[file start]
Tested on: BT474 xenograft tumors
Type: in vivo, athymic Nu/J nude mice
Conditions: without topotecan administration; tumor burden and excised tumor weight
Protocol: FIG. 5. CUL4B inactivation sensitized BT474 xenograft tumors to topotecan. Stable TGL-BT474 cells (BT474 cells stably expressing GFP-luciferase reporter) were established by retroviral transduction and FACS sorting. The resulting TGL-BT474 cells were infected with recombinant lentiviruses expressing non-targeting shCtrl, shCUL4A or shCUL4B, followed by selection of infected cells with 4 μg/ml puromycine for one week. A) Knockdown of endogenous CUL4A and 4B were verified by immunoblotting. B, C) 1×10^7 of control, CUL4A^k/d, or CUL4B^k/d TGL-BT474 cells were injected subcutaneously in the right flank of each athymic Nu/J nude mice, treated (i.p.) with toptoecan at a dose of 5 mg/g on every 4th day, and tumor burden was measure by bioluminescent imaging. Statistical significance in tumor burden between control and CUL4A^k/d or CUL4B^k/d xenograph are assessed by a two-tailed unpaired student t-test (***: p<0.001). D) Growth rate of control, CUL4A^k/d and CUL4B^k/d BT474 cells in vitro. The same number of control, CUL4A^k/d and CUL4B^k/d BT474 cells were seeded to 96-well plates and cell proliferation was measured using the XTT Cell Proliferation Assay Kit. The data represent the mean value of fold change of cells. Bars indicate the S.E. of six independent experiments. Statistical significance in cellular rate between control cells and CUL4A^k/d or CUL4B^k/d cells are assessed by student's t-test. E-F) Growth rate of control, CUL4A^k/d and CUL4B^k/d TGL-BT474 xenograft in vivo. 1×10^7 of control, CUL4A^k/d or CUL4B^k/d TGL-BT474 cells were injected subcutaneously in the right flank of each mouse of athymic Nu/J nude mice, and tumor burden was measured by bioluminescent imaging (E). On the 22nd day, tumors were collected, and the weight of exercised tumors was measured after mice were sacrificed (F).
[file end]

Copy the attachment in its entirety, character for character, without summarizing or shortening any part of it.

Tested on: BT474 xenograft tumors
Type: in vivo, athymic Nu/J nude mice
Conditions: without topotecan administration; tumor burden and excised tumor weight
Protocol: FIG. 5. CUL4B inactivation sensitized BT474 xenograft tumors to topotecan. Stable TGL-BT474 cells (BT474 cells stably expressing GFP-luciferase reporter) were established by retroviral transduction and FACS sorting. The resulting TGL-BT474 cells were infected with recombinant lentiviruses expressing non-targeting shCtrl, shCUL4A or shCUL4B, followed by selection of infected cells with 4 μg/ml puromycine for one week. A) Knockdown of endogenous CUL4A and 4B were verified by immunoblotting. B, C) 1×10^7 of control, CUL4A^k/d, or CUL4B^k/d TGL-BT474 cells were injected subcutaneously in the right flank of each athymic Nu/J nude mice, treated (i.p.) with toptoecan at a dose of 5 mg/g on every 4th day, and tumor burden was measure by bioluminescent imaging. Statistical significance in tumor burden between control and CUL4A^k/d or CUL4B^k/d xenograph are assessed by a two-tailed unpaired student t-test (***: p<0.001). D) Growth rate of control, CUL4A^k/d and CUL4B^k/d BT474 cells in vitro. The same number of control, CUL4A^k/d and CUL4B^k/d BT474 cells were seeded to 96-well plates and cell proliferation was measured using the XTT Cell Proliferation Assay Kit. The data represent the mean value of fold change of cells. Bars indicate the S.E. of six independent experiments. Statistical significance in cellular rate between control cells and CUL4A^k/d or CUL4B^k/d cells are assessed by student's t-test. E-F) Growth rate of control, CUL4A^k/d and CUL4B^k/d TGL-BT474 xenograft in vivo. 1×10^7 of control, CUL4A^k/d or CUL4B^k/d TGL-BT474 cells were injected subcutaneously in the right flank of each mouse of athymic Nu/J nude mice, and tumor burden was measured by bioluminescent imaging (E). On the 22nd day, tumors were collected, and the weight of exercised tumors was measured after mice were sacrificed (F).